Tuesday, November 17, 2015

When you're just not sure

When the world seems to be spinning out of control and you don't know what to think, remember these simple words:

Love the Lord your God with all your heart and with all your soul and with all your mind. 
(Mt 22:37)

Love you neighbour as yourself.
(Mt 22:38)

If anyone, then, knows the good they ought to do and doesn't do it, it is sin for them.
(Ja 4:17)

And go from there.

You are responsible for the choices you make and the actions you take. Take these verses to heart and make good decisions.

Friday, November 6, 2015

Because I want to remember the silliness, too

7:30 am

The girl: "I think it's one of those days where I just want to make a lot of noise all the time."
She's singing random syllables to the tune of "On Top of Old Smokey" now.
It's going to be an interesting morning.

8:45 am

More from the girl...
She: Propaganda!
Me: Did you just say, "Propaganda!"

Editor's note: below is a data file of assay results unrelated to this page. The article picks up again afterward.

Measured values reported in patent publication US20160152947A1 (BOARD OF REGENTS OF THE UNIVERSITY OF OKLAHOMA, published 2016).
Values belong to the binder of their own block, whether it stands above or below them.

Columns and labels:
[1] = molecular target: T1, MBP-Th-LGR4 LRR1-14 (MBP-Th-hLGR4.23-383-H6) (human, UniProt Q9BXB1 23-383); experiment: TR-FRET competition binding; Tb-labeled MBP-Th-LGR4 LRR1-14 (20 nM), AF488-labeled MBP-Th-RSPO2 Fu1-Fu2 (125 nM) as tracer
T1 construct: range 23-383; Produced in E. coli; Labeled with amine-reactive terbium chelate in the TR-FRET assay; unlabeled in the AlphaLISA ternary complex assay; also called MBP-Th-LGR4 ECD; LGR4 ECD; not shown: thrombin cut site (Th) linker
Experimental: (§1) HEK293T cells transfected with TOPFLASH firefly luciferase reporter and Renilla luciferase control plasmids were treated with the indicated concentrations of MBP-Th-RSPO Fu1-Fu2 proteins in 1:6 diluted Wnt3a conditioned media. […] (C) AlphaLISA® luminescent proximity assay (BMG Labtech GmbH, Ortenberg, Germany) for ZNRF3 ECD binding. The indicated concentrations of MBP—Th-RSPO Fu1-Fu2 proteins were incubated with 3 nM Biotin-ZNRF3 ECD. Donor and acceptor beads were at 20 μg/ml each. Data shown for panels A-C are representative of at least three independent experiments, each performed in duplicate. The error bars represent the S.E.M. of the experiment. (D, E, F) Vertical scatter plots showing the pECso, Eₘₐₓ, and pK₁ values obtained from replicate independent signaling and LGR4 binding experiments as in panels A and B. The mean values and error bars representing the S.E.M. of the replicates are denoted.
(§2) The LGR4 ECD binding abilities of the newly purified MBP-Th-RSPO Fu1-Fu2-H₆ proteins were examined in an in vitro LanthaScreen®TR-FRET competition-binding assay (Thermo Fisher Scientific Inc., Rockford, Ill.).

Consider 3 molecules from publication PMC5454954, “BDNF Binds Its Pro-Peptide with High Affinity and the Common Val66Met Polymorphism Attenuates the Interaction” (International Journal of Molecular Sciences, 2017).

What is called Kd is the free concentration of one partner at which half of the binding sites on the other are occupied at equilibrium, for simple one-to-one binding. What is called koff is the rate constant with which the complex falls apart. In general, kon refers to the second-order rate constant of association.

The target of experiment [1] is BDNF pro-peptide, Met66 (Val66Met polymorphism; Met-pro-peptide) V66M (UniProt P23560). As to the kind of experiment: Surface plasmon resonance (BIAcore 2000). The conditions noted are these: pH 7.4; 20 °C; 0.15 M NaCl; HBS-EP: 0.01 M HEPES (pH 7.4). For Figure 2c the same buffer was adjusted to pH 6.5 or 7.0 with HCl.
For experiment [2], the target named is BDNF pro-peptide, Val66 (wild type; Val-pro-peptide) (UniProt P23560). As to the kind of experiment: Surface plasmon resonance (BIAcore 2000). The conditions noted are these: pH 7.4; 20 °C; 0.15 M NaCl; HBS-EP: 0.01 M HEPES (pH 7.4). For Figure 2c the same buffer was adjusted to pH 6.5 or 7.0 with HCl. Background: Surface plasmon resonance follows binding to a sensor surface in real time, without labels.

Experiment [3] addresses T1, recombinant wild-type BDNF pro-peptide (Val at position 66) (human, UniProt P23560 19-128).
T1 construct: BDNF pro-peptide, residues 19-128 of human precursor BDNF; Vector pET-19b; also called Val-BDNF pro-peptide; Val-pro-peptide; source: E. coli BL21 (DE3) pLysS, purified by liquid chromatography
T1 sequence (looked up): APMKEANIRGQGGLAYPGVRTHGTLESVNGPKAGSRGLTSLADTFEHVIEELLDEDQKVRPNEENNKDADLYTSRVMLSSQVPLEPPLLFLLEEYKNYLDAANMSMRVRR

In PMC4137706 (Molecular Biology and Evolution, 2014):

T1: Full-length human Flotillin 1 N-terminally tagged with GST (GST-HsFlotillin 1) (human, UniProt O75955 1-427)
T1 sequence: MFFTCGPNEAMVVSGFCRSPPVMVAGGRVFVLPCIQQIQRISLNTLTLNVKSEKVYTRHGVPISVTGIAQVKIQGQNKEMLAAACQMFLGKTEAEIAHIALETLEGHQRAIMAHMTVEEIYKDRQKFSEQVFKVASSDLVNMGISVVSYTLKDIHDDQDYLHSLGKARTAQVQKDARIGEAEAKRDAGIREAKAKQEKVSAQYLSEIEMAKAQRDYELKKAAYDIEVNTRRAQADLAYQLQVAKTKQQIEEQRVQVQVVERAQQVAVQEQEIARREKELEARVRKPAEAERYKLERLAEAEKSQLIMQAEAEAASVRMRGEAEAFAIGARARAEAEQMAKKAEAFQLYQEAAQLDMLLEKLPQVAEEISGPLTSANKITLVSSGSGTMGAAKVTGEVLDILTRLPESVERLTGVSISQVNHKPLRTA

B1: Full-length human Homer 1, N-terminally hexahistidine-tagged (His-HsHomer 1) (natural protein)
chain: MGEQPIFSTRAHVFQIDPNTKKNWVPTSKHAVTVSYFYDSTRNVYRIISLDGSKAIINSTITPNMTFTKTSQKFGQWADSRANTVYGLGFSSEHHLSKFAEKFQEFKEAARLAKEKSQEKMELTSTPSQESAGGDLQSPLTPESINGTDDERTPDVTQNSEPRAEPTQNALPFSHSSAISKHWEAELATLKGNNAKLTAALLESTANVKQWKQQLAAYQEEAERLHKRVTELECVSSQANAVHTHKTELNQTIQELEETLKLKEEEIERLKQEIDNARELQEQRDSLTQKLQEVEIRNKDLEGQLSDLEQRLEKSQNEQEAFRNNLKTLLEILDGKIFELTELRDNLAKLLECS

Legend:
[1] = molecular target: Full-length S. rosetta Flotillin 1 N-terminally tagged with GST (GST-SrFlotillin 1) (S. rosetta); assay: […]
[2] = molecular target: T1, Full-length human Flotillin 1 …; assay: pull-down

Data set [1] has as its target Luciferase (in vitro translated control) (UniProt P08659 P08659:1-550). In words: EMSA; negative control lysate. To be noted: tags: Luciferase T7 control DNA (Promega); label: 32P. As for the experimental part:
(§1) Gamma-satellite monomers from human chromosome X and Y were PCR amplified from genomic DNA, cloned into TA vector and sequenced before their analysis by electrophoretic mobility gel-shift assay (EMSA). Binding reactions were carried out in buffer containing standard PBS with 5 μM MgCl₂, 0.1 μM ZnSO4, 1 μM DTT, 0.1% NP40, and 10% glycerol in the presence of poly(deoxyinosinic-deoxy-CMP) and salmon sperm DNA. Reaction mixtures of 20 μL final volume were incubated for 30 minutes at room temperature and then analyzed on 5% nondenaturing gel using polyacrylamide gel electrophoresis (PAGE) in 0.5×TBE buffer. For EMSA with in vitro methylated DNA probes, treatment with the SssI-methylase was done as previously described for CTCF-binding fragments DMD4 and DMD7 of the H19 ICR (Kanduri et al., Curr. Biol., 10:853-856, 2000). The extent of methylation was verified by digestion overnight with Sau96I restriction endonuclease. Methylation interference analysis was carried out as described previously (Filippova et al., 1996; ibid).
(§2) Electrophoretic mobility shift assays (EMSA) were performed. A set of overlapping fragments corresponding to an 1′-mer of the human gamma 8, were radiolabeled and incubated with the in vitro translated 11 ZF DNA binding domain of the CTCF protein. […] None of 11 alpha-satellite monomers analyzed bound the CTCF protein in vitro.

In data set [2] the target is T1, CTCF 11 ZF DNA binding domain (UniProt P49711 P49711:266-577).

She: Yep!
Me: Why?
She: I don't know... It just came into my head, and I was pretty sure it was a real word, so I said it.
Now she's singing, "Wise men say only fools rush in..."

It's not even 9:00 am, people.

11:15 am

As I'm getting leftover pizza out to put in the oven...
The girl sniffs: I love today! It smells so good.

11:50 am

To herself: Thank you.
To herself: Thank you for thanking me.
To herself: Thank you for thanking me for thanking you.
To herself: Thank you for thanking me for thanking you for thanking me for thanking you for thanking me for thanking you.
To herself: Ahh, I'm so confused.


I'm sure this will be continued...

Wednesday, November 4, 2015

No time

This is the most challenging idea that I've confronted myself with lately.

I've been mulling it over for a few weeks and I'm writing about it now so that I will remember it. This *new concept will likely challenge you, too.

*Okay, it's not really that new. But it's kind of rocked my world, so bear with me in my use of superlatives.

I must warn you though:
If you like telling people how busy you are and that you just can't make time to do other things, please don't read this. You can't unread this once it's read.

There's no turning back.

Okay, you asked for it.